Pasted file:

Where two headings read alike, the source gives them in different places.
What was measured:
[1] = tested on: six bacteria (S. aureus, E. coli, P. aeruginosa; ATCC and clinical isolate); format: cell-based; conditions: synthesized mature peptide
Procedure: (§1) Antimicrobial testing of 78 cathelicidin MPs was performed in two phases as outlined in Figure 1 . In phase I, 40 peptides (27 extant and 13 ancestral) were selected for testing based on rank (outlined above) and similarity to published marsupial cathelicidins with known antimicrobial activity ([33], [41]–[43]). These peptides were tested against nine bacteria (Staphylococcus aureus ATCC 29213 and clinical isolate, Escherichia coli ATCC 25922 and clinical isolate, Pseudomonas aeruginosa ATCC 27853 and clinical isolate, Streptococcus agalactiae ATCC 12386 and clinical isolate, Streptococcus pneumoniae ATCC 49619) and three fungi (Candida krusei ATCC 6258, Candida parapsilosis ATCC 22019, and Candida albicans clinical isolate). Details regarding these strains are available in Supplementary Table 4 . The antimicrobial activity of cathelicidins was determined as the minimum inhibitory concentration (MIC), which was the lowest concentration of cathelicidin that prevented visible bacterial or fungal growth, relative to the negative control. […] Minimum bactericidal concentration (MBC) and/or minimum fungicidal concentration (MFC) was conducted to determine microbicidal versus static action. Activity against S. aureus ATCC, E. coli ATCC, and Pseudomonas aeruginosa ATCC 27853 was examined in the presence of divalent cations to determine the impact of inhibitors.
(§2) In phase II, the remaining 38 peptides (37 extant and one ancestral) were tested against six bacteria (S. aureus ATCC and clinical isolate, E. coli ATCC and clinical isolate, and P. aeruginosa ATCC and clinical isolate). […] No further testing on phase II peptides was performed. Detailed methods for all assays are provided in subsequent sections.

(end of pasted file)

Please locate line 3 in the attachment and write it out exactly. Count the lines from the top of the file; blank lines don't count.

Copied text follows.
[1] = tested on: six bacteria (S. aureus, E. coli, P. aeruginosa; ATCC and clinical isolate); format: cell-based; conditions: synthesized mature peptide